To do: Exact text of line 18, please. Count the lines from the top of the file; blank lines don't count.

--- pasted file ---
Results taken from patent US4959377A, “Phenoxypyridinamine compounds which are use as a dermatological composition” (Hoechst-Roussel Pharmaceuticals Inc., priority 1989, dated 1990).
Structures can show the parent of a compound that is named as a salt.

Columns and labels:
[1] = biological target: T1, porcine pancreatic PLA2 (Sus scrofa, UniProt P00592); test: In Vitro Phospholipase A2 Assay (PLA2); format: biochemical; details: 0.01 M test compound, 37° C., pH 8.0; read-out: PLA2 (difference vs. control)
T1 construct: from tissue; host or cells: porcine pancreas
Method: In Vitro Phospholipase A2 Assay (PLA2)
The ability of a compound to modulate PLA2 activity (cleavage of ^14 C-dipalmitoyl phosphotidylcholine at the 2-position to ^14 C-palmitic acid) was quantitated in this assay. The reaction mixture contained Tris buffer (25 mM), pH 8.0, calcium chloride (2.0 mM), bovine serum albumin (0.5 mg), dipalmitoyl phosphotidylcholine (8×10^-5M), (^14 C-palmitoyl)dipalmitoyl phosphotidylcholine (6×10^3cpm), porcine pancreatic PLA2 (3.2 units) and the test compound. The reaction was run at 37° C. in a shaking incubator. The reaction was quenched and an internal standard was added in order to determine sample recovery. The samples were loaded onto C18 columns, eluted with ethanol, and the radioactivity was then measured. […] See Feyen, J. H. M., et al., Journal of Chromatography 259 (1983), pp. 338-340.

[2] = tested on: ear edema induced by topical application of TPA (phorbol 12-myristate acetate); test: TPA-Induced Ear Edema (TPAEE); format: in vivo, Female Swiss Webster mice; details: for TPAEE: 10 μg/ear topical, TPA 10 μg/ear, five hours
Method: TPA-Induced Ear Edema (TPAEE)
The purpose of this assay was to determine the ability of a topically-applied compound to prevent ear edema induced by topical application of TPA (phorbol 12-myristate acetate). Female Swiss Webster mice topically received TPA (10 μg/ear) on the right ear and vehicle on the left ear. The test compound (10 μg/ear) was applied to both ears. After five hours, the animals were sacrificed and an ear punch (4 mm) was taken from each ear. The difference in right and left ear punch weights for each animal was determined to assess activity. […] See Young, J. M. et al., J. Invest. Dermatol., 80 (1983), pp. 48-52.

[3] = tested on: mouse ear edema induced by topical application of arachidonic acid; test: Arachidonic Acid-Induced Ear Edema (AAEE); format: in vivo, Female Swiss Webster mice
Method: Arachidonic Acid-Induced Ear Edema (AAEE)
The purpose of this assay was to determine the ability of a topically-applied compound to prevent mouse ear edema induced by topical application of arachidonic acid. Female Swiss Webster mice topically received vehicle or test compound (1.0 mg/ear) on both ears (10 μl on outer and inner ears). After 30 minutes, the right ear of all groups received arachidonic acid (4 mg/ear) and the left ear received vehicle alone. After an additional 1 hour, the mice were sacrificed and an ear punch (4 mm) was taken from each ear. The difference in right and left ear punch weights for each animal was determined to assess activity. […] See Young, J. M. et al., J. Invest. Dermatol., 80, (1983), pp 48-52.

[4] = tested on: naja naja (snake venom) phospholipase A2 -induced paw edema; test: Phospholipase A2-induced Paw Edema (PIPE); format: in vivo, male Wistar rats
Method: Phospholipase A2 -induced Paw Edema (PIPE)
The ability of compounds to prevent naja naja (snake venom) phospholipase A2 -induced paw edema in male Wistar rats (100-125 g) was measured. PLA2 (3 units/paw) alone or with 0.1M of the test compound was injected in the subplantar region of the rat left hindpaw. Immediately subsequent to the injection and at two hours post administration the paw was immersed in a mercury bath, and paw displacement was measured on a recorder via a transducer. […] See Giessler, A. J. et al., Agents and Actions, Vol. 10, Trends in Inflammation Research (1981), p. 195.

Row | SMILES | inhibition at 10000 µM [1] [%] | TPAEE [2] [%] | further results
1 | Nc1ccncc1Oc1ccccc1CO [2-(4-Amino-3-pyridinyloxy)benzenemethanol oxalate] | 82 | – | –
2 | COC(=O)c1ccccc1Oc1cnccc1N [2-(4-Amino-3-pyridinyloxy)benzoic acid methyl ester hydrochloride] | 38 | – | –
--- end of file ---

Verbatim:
1 | Nc1ccncc1Oc1ccccc1CO [2-(4-Amino-3-pyridinyloxy)benzenemethanol oxalate] | 82 | – | –